Our catamaran shifted from diesel to electric as it moved up the river.
         In the 1970s/80s, the Gordon became an international cause celebre. The government of Tasmania proposed erecting a dam on the Franklin River, a tributary, to provide hydroelectric power. Without the dam, the premier (governor) warned that Tasmania might not have enough electricity to keep the lights on.
         Environmentalists rallied, chaining themselves to bulldozers and trees. The protestors became known as the "greens," marking the start of worldwide eco movement. The anti-dam people ultimately won (and by the way, Tasmania has not gone dark - they have enough electricity to recharge a cell phone.) Maybe the spirit of Tasmania is respect for the environment.
         Finally, we pulled up to a dock where we were able to follow a boardwalk into the forest primeval.  Early explorers of Tasmania discovered the Huon pine trees, magnificent giant trees that grow to over 130 feet and live thousands of years. The pine is unique in that it floats while it is green. It also resists insect attacks and won't decay for a very, very long time. On the trail we saw a 90 year-old Huon that looked like a sapling. In New York City we're happy if a tree lasts 20 years.
          The other remarkable insight from the walk was the density of the ground cover. The early settlers would have been hard-pressed to walk 100 feet, not to say 10 miles.
         We all imagined how discouraging it would have been to be a convict sentenced to Sarah Island. Even if a convict escaped the island, traveling anywhere else would have been nearly impossible on foot. Having said that, one individual did escape and somehow made his way to Hobart and then Sydney where he was recaptured. But, his sentence was not too bad: he was assigned to help survey some of the unexplored country in New South Wales. Clearly this was an individual who could survive in the bush. Perhaps perseverance is the spirit of Tasmania?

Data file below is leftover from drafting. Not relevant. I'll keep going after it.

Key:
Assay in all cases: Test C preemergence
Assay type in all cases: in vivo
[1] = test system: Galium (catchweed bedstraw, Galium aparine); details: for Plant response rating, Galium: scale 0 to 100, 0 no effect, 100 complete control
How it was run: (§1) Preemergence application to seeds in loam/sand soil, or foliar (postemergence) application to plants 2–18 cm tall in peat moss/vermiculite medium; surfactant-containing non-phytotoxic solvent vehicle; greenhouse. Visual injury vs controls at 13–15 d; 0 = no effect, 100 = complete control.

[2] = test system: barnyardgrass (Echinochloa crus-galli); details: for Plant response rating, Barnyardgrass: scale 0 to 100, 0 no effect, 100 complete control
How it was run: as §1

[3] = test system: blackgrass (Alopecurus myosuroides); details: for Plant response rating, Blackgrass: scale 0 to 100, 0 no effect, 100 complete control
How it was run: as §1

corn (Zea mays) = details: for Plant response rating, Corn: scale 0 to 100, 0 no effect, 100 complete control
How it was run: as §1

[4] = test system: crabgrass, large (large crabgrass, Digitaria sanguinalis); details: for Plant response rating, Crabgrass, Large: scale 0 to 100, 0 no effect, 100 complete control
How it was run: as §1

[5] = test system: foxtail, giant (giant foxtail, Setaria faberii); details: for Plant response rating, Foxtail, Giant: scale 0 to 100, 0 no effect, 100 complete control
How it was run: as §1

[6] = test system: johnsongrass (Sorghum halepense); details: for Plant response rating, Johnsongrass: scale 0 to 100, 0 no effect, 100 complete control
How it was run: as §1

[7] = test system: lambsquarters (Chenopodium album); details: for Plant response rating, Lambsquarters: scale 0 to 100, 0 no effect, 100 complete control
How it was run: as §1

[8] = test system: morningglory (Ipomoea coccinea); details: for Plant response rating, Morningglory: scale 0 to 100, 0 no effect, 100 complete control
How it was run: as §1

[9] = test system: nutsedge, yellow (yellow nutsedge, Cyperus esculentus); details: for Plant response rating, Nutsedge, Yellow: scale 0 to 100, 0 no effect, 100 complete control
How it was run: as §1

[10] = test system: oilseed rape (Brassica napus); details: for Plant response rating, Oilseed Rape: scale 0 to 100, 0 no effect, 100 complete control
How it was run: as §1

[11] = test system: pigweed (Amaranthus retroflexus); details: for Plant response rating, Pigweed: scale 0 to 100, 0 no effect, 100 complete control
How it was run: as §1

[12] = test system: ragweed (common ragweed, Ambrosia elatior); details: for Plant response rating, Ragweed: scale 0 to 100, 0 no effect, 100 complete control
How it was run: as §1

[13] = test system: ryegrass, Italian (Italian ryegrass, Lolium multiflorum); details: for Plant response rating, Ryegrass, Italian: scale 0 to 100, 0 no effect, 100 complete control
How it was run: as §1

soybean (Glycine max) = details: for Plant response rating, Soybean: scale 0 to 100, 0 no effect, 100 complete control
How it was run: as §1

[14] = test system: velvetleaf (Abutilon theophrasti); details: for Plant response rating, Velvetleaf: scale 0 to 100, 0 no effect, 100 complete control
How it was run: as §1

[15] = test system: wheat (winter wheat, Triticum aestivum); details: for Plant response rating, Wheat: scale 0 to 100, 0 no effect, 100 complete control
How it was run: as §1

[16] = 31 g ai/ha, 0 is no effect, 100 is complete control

The next stop on the catamaran was in fact, Sarah Island. Initially, the convicts received harsh treatment: many men crammed into unheated cells. Solitary confinement was a dark room the size of a coffin. British bullies used their cat-a-nine-tails liberally.        Eventually, the men started to build boats out of the Huon pine. They concocted ways to make money off their labors. A master boat builder from the USA arrived to take advantage of the wood. He paid the men for their wood-working skills. Whipping went way down. The food improved. Men committed crimes so they could be sent to the island. Maybe crime does pay. On a nice day, you could imagine the convicts joking about being sent to the Sarah Island Resort and Casino.
         When we returned from the trip we piled into the Honda and took off for Cygnet, only five hours east. Nothing to it, right? Little did we know.  Maybe that's the spirit of Tasmania...heading out to who knows where without really knowing what to expect.